Alliance offers “continuing hope” for higher quality, more affordable health care system

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Alliance offers “continuing hope” for higher quality, more affordable health care system

Since the Alliance’s founding, we have served as a convener, building trust among those who give, get and pay for health care to create change in the health care system. We know the only way we are going to improve health care in our state is to make sure key stakeholders have a seat at the table. The value of the Alliance and its approach was recently recognized in an editorial in the Journal of the American Medical Association (subscription required) as one that offers “continuing hope” that we can reshape our health care system into one that is higher quality and more affordable.

One recent example of the Alliance’s convening role has been the development of the Washington State Common Measure Set for Health Care Quality and Cost. It is intended that use of these measures will enable a common way of tracking health and health care performance as well as inform public and private health care purchasing. The Alliance was honored to be chosen by the Washington State Health Care Authority to facilitate the work of three technical measures work groups that were charged with the responsibility of recommending the measures to be included in the measure set.

In late November, these recommendations were forwarded to the Performance Measures Coordinating Committee (PMCC) a diverse group of representatives appointed by the Governor’s office from health research, medicine, behavioral health, insurance plans, public health, health care practices and specialties, consumer groups, minority populations, the business community and other areas. The PMCC will finalize the recommendations on December 17th and forward them to the Health Care Authority for final action and adoption before the end of the year.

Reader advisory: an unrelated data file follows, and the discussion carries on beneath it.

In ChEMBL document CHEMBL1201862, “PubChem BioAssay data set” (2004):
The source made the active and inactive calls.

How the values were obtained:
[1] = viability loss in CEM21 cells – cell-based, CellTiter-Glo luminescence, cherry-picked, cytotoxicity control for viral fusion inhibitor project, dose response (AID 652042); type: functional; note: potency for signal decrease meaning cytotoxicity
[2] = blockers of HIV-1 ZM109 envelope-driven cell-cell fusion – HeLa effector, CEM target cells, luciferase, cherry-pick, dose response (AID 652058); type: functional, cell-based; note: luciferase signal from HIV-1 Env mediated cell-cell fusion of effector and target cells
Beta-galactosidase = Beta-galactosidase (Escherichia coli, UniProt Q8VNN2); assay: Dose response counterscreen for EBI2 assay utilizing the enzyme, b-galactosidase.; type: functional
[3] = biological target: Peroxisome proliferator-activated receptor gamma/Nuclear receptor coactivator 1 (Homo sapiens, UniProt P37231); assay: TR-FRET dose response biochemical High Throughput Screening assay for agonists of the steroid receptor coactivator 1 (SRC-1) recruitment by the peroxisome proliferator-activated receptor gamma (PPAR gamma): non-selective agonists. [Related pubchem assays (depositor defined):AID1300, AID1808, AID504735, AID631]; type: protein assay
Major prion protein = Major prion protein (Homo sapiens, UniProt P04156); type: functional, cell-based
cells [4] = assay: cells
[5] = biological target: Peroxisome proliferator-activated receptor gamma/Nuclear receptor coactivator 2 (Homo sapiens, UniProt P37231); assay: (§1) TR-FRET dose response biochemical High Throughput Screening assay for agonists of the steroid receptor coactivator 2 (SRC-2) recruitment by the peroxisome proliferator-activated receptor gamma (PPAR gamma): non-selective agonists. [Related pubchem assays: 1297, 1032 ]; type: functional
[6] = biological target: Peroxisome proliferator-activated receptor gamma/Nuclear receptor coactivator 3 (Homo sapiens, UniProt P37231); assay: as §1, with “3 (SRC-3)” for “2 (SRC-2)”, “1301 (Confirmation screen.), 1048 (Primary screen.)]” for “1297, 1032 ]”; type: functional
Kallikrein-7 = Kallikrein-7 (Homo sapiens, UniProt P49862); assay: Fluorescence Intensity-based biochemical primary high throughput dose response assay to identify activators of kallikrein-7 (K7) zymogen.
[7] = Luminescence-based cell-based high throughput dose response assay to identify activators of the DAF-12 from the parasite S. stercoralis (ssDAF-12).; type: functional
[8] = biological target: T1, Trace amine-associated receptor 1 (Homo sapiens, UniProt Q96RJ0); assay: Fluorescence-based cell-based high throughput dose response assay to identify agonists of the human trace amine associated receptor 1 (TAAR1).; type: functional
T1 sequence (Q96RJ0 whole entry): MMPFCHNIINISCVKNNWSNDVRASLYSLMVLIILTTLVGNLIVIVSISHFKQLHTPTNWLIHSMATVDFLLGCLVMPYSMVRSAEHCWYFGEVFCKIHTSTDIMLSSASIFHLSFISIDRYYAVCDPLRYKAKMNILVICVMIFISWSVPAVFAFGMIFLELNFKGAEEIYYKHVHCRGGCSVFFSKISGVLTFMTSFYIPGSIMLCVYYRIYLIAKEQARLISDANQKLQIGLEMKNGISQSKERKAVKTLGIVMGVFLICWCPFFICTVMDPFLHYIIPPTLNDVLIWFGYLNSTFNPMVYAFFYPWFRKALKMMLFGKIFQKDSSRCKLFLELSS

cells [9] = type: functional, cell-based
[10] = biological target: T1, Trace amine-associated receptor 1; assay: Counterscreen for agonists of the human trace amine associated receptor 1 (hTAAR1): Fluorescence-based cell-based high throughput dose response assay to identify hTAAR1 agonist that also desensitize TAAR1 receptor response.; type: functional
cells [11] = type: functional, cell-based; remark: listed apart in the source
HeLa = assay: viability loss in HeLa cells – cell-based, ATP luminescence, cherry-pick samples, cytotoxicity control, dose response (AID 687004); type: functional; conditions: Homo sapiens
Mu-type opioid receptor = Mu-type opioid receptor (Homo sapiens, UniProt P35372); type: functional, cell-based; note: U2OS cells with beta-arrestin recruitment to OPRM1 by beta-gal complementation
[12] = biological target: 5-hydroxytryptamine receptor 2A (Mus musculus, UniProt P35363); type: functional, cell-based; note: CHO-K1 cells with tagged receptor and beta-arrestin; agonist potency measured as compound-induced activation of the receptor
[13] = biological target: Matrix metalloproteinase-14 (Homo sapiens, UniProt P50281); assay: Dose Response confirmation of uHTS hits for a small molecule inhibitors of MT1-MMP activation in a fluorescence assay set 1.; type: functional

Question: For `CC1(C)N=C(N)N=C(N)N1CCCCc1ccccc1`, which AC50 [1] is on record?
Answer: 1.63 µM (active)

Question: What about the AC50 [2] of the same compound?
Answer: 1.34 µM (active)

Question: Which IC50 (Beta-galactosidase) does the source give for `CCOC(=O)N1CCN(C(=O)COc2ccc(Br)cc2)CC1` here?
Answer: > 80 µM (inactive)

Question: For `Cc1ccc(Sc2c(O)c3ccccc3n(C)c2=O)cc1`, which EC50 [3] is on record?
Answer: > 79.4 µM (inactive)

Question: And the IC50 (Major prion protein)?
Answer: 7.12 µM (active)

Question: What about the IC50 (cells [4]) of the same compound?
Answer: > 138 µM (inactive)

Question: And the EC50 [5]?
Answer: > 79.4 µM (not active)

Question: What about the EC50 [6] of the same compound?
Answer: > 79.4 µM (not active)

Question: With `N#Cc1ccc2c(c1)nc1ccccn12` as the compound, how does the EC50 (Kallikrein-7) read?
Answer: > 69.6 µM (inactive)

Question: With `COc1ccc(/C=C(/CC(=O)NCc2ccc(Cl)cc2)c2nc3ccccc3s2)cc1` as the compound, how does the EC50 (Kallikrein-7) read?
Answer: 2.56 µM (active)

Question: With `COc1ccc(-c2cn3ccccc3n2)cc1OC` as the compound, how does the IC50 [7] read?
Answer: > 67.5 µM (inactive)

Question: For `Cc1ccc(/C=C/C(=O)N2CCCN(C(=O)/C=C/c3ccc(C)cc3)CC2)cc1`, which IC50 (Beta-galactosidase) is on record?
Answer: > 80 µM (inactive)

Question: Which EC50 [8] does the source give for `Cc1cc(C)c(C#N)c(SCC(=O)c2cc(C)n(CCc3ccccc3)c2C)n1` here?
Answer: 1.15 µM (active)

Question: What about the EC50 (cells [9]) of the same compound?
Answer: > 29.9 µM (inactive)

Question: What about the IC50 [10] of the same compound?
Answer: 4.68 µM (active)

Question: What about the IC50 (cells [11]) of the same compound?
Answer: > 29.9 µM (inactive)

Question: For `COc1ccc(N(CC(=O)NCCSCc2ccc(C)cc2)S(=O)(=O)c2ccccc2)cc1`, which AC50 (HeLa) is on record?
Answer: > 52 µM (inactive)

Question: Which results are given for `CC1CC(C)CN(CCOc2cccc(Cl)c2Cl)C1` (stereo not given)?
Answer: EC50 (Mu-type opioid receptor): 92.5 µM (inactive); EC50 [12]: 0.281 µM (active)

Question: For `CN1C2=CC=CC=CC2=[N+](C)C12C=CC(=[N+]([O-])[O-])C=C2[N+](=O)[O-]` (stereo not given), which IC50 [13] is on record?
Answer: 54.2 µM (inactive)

Why does the state need its own measure set? As Elizabeth Mitchell, CEO & President of the Network for Regional Healthcare Improvement recently stated in their member newsletter, “National information may provide high level guidance but efforts not rooted at the community-level are unlikely to enable real change in care, payment or choice.”  The Alliance, like the Health Care Authority, recognizes that a selection process unique to Washington state is essential to help us to align the multitude of quality reporting efforts currently occurring and meet the needs of our local community.

There has been considerable interest in the development of the Washington State Common Measure Set for Health Care Quality and Cost. The three work groups convened by the Alliance, consisting of 35 subject matter experts, devoted over 400 person hours to the task between July and early December. They reviewed approximately 350 measures in order to narrow the recommendation to 53 measures that fall into three main categories: population health, clinical processes and outcomes and health care cost.

Because the development process was robust, multi-stakeholder and invited public comment, it will be measuring many of the things that matter to our state. And because the work is ongoing, the measure set will be able to flex and adapt to changing conditions to include other priority issues in the future that we were unable to include during this first round. The goal is to begin reporting results based on these measures in late 2015.

We look forward to continuing this work and contributing to a healthier Washington.

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